Although a poll of jurors is the preferred method in some states,8 questioning the jury as a group on the possibility of a verdict is an acceptable alternative.9 Note that it has been held reversible error to inquire whether there was a predominance one way or the other.10
The judge may consider whether the exhaustion of the jury might induce the minority to vote for a verdict which they would otherwise not support, cf. United States ex rel. Russo v. Superior Court of New Jersey,483 F.2d 7, 15 (3d Cir. 1973).
The length of the trial and the complexity of the issues facing the jury are also elements to be examined by the trial judge.11
The time taken in deliberations by the jury is also a significant factor to be evaluated by the trial judge, although no fixed standards have been set.12
The American Bar Association study, Trial by Jury, concluded that 'the minimum deliberation time should depend at least in part upon the length of the trial,' at 157. It noted that in trials lasting 3-5 days, juries which were hung took an average of approximately 3 times as much time (10.8 hours) as juries which reached a verdict (3.7 hours), citing Kalven & Zeisel, The American Jury 459 (1966).
Based on these considerations, it is clear that the trial judge below did not abuse his discretion in declaring a mistrial after the jury indicated it was hopelessly deadlocked after over ten hours of deliberations over two days. The trial took three and a half days, and the time spent in deliberation by the jury was not so disproportionately brief as to indicate that further discussion was necessary. The time taken by the jury falls within the average time spent by juries in cases of similar length. While this is not a determinative factor by itself, it is significant when taken in conjunction with the other issues discussed below.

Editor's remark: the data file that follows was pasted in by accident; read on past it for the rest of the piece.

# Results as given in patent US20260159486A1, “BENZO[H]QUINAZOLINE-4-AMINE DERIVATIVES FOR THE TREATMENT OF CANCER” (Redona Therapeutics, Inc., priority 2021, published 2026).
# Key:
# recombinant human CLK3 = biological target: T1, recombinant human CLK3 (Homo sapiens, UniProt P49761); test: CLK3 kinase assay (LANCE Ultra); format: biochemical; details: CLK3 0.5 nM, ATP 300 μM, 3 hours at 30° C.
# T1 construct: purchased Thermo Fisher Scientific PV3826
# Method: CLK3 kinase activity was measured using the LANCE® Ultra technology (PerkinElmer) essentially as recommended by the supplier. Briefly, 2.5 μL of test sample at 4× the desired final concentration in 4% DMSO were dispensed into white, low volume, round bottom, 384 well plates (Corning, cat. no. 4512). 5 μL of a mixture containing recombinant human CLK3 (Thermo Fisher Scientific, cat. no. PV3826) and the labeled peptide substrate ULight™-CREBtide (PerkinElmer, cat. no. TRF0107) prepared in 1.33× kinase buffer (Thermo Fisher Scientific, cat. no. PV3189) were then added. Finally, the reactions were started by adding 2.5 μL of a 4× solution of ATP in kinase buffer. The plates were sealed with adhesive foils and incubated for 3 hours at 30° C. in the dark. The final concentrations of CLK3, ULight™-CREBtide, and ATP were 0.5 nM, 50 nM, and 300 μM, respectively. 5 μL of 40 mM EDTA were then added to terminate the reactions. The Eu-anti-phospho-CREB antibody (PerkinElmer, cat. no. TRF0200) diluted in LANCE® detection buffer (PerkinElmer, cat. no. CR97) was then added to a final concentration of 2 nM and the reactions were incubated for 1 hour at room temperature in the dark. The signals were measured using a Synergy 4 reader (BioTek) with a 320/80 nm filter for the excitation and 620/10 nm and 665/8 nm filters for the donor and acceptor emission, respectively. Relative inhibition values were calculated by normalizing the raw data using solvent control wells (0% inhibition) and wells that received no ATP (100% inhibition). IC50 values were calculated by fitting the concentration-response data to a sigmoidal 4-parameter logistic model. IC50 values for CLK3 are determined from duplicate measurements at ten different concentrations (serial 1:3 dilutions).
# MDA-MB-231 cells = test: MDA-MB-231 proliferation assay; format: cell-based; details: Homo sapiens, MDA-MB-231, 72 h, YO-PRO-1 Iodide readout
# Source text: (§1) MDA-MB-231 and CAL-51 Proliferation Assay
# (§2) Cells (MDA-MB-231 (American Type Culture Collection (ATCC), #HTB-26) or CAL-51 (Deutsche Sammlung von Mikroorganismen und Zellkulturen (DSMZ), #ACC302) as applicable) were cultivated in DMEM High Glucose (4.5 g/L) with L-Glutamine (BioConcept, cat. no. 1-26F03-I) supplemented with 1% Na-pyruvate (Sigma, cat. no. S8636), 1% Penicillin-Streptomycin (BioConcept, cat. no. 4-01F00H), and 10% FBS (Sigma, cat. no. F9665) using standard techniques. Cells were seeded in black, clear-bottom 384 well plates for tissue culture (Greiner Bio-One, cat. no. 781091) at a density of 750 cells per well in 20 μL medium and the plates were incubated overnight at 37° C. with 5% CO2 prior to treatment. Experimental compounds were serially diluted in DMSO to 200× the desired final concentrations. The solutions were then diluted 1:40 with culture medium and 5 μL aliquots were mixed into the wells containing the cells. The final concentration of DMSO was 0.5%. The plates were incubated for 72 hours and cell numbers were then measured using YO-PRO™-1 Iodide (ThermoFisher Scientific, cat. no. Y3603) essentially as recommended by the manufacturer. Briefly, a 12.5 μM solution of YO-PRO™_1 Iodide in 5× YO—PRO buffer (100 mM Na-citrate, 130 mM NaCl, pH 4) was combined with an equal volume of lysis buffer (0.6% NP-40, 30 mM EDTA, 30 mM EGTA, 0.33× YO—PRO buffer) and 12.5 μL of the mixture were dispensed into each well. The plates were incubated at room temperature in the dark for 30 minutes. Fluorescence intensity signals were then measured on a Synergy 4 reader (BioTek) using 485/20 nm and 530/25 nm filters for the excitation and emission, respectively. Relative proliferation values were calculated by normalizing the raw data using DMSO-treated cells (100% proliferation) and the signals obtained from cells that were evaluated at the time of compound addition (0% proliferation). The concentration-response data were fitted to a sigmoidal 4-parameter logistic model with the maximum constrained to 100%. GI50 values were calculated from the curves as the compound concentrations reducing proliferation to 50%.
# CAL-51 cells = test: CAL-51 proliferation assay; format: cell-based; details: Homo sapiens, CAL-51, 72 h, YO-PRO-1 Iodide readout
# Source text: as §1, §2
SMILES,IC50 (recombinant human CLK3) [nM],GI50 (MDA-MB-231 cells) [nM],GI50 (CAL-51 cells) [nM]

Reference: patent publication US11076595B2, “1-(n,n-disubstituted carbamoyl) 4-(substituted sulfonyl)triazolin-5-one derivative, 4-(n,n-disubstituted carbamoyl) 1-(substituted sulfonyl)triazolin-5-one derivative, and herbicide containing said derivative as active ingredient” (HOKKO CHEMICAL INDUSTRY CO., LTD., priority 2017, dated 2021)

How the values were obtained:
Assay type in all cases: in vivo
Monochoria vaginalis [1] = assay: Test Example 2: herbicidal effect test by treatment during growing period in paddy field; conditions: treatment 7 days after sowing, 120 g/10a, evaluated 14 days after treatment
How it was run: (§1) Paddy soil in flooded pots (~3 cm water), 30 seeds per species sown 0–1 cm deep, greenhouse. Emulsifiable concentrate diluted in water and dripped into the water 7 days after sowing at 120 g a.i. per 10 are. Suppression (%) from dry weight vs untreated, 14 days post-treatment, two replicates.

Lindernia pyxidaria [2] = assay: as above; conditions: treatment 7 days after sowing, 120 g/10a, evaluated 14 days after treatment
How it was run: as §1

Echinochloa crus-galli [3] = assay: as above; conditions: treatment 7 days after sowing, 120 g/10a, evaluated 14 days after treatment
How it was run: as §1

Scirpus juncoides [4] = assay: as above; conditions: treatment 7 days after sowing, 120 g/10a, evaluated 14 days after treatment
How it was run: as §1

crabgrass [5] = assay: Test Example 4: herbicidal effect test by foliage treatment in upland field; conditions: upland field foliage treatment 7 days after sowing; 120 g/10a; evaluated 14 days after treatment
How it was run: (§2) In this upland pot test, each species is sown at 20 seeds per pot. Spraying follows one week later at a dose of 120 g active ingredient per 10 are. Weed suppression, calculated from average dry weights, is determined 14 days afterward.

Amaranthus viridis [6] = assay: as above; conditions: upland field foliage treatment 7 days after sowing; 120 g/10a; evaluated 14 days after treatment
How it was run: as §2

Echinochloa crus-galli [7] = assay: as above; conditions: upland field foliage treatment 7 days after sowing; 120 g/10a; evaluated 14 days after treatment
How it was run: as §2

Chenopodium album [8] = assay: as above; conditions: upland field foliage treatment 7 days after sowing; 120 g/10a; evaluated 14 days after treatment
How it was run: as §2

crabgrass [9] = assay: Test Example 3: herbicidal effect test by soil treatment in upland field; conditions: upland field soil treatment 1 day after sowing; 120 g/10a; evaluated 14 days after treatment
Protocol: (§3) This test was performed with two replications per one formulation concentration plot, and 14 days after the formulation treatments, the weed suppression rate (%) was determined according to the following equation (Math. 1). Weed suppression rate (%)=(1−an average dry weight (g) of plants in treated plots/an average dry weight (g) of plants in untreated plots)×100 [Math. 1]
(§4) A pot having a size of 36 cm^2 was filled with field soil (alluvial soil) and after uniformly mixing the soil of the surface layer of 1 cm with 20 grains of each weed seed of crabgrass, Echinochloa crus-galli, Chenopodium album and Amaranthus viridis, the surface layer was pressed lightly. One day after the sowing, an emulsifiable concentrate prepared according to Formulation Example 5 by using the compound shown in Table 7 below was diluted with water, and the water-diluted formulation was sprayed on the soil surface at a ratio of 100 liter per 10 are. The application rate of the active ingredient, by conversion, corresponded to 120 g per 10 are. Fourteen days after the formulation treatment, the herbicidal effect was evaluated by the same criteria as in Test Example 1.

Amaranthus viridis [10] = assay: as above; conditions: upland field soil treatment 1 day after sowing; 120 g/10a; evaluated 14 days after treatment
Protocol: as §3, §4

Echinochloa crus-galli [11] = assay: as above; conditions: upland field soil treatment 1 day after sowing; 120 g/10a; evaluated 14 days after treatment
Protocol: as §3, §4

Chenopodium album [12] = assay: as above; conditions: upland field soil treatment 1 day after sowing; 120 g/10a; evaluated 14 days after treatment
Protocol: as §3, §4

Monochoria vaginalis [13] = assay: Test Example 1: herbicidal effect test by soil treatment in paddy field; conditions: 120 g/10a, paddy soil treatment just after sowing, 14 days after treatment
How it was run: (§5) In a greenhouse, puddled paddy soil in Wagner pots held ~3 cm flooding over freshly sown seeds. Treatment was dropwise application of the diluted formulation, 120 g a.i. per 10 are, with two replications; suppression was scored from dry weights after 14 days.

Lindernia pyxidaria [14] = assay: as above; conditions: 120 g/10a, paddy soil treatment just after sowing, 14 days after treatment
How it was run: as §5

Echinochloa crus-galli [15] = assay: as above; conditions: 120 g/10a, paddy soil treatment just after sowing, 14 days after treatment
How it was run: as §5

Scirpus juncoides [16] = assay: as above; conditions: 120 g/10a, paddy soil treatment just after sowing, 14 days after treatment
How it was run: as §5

This jury indicated to the judge in writing that it was deadlocked. He did not rely on this statement alone, but rather called them into open court and questioned the foreman and members as to whether there was any possibility that a verdict could be reached and whether additional time for deliberation would be of assistance. The replies were all negative. The experienced trial judge, having observed the jury during the three and a half days of trial and having seen and heard their responses to his questions in open court, concluded that any additional actions on his part to 'push' the jury towards a decision would be inappropriate. Accordingly, he dismissed the jury and declared a mistrial, denying requests of counsel for continued deliberations and an Allen charge.
No request was made by counsel for the appellants for the court to poll the juriors individually with respect to the prospect of reaching a verdict. The judge's questions in open court certainly provided both an opportunity for jurors to give contrary opinions and for the judge to gauge their individual reactions to his questions. In such circumstances it would be inappropriate to rule that the trial judge had abused his discretion by failing to poll the jurors individually.
The case was not a complicated one and only a single count of conspiracy was involved. The judge could certainly have ruled that further deliberations would be inappropriate, given the length of time already spent, the complexity of the case, and the clear assertions of the jury that they were hopelessly deadlocked.
The decision of the judge below is supported by decisions in this and other circuits. In Tolan v. United States, 370 F.2d 799 (9th Cir.), cert. denied 387 U.S. 932, 87 S.Ct. 2052, 18 L.Ed.2d 994 (1967), the trial court declared a mistrial after the jury declared itself hung after twelve hours of deliberation. We held that 'There is no basis for us to hold on these circumstances that the court clearly abused its discretion.' Id. at 803. See also Forsberg v. United States, 351 F.2d 242 (9th Cir. 1965), cert. denied, 383 U.S. 950, 86 S.Ct. 1209, 16 L.Ed.2d 212 (1966).